A co-owner of a shuttered chiropractic and physical rehabilitation clinic that was implicated in a billing scandal last month is facing federal charges along with a former business partner.
A grand jury in Charleston charged Deeana Burr this week with health care fraud and participating in a conspiracy that charged the government-run Medicare and Tricare insurance programs for services and equipment that were either medically unreasonable or unnecessary.
The alleged activity at Atlantic Coast Integrated Medicine took place over two-and-a-half years, ending in January 2020, according to the indictment filed in U.S. District Court in Charleston on July 13.
Burr is a licensed nurse practitioner who went to work for the company as a supervising clinician in its Summerville office on Trolley Road about six years ago. In September 2017, she paid $100,000 for a 15 percent ownership stake in the business, which opened a Mount Pleasant location the next year, according to a court document.
Burr is the second of three co-conspirators that federal prosecutors have said were part of the scheme.
Heather A. Lambert, founder and chief executive of the company, agreed to plead guilty in June to one count of conspiracy to commit health care fraud. The charge carries a maximum sentence of five years in prison and a $250,000 fine.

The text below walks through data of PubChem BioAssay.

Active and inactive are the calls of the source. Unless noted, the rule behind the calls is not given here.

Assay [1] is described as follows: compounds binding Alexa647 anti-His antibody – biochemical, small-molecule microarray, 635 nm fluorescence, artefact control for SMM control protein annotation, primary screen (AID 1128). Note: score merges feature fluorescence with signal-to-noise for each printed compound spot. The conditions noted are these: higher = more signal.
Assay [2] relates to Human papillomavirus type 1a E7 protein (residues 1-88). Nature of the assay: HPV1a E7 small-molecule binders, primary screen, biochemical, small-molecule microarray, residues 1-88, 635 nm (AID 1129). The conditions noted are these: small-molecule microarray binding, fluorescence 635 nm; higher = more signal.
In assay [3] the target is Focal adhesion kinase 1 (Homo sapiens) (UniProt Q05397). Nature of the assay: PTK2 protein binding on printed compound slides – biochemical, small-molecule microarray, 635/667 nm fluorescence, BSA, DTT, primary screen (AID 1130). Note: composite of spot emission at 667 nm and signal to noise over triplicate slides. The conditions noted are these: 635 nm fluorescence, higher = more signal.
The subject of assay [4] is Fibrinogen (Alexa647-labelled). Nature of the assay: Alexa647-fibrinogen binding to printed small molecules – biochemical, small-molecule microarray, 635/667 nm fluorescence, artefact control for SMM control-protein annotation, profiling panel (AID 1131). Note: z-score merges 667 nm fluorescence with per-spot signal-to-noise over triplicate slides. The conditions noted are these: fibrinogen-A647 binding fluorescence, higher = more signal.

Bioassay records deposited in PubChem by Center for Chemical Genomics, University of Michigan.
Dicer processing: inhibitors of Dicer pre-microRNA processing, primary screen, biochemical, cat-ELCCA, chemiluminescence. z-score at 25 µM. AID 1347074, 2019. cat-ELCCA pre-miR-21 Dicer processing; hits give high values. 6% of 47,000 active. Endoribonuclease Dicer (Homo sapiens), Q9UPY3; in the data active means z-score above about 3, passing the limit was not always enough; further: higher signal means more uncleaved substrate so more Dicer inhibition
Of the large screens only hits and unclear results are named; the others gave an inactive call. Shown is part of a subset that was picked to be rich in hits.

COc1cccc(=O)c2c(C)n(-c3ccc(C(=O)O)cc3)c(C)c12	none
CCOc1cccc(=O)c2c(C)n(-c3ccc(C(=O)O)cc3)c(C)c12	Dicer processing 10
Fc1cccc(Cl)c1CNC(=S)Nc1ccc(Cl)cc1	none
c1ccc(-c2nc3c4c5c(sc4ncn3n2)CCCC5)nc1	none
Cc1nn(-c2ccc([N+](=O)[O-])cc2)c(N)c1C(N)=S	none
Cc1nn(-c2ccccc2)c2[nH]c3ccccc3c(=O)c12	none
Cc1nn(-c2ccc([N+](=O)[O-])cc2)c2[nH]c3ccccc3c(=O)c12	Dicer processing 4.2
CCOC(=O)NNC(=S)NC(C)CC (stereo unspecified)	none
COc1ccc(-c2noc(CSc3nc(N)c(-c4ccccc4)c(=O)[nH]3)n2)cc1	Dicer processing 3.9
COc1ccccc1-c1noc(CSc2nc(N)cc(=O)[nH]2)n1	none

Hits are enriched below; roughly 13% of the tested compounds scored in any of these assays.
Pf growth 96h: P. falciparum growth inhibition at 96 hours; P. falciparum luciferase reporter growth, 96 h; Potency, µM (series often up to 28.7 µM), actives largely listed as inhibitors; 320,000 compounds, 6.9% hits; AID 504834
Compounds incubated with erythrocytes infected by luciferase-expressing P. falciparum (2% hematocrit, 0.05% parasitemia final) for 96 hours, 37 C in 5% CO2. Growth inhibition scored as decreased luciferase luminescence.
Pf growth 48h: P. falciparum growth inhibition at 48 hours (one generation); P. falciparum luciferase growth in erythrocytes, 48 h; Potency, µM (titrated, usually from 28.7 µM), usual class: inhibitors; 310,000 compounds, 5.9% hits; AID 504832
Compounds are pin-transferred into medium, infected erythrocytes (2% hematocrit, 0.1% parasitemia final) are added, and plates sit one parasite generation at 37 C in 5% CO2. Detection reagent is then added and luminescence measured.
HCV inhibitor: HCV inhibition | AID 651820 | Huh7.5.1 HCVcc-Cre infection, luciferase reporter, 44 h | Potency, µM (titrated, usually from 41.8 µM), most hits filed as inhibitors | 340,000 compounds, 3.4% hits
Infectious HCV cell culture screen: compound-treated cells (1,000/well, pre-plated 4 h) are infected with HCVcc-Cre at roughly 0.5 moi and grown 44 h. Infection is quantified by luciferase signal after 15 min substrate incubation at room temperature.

Lambert, a chiropractor, also must repay more than $279,000 after admitting to overbilling the tax-funded health care programs. She is scheduled to appear in court next week to formally change her plea.
In Burr's indictment, the government flagged 16 claims totaling almost $13,000.
Prosecutors said she and the other co-conspirators were warned by staffers that the services and equipment they were charging to Medicare and Tricare were unnecessary.
In one example, the practice had a standardized treatment plan for all patients, regardless of their condition, that called for three weekly visits over four months. It also required unneeded services such as more than a dozen X-rays and diagnostic tests while billing the government programs for unnecessary medical equipment.
In addition, the company would seek payments from the federal programs for teaching patients how to use the equipment. In some cases, the patients never received the equipment or the training, according to the government.
Prosecutors have said the third co-conspirator was a billing supervisor whose identity has not been disclosed.
According to a breach-of-contract lawsuit she filed two years ago, Burr said she was co-owner of Atlantic Coast Integrative Medicine, a slight variation from the name in the indictment. The business included a sister company, Atlantic Coast Physical Medicine.
Burr said in her complaint that agents from the Center for Medicare and Medicaid Services showed up at the office in May 2019, and that she raised concerns afterward with her partners, including Lambert, about the "seriousness" of the visit. She said she was fired seven months later.
Her lawsuit was dismissed in late 2020, after Burr and her former partners reached a settlement. Terms weren't disclosed.